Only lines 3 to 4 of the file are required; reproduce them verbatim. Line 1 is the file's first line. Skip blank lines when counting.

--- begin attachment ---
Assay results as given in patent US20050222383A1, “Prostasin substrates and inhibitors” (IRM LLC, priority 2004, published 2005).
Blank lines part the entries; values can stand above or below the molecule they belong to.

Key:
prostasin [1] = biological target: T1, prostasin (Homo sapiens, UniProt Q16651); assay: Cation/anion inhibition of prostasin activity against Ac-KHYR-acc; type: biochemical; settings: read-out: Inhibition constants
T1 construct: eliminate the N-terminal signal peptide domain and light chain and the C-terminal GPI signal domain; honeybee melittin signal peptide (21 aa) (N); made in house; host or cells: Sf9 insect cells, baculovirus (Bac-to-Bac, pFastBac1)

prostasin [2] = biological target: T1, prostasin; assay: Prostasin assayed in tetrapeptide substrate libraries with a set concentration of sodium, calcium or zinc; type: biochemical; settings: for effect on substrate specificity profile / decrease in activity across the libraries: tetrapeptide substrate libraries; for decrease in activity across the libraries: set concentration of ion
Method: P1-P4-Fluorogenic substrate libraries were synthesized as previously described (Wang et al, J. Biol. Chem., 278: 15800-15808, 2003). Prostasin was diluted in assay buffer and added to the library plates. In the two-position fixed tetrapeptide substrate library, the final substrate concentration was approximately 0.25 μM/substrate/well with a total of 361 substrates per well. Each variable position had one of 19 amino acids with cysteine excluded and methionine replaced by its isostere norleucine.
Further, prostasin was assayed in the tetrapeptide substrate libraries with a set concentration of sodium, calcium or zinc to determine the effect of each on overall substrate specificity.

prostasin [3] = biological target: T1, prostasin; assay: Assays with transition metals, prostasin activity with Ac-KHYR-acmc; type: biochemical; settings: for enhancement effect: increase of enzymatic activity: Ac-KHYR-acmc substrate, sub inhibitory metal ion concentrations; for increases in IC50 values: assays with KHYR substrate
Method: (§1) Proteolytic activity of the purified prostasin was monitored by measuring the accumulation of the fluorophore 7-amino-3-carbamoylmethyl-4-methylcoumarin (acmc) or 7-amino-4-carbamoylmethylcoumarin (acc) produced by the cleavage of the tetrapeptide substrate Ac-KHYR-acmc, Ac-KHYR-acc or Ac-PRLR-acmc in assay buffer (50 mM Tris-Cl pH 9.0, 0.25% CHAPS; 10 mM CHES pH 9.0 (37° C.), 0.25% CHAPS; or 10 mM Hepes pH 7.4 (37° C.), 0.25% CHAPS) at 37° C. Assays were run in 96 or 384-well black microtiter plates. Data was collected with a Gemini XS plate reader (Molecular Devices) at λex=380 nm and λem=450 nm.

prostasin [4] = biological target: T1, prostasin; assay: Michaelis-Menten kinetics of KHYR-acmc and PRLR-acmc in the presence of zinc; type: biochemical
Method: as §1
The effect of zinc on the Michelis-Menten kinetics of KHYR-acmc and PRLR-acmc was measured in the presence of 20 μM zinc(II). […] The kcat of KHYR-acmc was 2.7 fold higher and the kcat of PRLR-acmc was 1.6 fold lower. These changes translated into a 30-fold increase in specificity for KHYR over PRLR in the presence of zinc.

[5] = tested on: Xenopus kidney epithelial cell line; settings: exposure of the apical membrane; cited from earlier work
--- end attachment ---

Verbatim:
Key:
prostasin [1] = biological target: T1, prostasin (Homo sapiens, UniProt Q16651); assay: Cation/anion inhibition of prostasin activity against Ac-KHYR-acc; type: biochemical; settings: read-out: Inhibition constants